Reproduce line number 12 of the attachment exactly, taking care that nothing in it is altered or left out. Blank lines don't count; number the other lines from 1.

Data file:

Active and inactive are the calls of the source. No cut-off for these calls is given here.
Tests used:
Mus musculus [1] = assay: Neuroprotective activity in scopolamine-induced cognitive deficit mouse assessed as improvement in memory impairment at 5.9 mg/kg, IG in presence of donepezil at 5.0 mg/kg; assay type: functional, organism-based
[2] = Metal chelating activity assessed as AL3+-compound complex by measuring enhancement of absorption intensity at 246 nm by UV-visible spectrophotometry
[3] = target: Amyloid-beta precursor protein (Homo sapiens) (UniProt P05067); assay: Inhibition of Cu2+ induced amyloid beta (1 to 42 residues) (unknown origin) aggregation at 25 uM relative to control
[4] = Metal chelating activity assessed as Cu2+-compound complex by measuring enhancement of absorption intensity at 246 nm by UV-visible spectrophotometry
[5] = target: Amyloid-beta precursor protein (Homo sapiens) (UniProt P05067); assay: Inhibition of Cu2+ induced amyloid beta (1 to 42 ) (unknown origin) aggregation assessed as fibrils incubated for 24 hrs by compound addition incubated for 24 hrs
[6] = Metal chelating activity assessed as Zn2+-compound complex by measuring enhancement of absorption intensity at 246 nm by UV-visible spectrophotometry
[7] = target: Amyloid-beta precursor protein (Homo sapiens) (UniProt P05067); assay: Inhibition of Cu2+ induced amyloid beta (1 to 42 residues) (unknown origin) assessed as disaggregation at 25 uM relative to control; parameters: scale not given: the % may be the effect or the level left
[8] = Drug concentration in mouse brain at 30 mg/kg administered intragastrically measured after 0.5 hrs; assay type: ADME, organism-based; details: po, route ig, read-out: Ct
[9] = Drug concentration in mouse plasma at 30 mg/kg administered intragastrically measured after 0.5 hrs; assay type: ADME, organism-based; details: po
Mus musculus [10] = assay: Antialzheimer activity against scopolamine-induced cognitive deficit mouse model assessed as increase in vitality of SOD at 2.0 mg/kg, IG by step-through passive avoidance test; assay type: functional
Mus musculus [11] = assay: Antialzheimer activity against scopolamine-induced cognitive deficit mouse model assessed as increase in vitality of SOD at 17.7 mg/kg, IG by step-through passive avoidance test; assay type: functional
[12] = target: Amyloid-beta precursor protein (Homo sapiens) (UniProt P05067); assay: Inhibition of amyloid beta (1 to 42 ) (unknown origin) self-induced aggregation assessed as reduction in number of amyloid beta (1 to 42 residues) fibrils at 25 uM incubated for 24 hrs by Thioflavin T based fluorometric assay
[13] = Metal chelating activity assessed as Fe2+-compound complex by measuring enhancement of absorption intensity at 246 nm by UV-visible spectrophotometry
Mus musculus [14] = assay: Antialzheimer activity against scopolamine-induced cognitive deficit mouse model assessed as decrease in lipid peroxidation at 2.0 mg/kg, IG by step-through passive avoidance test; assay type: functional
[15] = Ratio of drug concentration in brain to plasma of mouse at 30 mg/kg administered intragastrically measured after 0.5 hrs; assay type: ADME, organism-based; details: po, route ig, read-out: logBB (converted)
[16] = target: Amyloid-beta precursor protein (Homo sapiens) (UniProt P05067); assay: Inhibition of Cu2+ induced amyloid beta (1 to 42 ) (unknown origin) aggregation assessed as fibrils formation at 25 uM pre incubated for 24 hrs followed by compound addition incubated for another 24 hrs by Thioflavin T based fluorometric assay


Mus musculus [10] = assay: Antialzheimer activity against scopolamine-induced cognitive deficit mouse model assessed as increase in vitality of SOD at 2.0 mg/kg, IG by step-through passive avoidance test; assay type: functional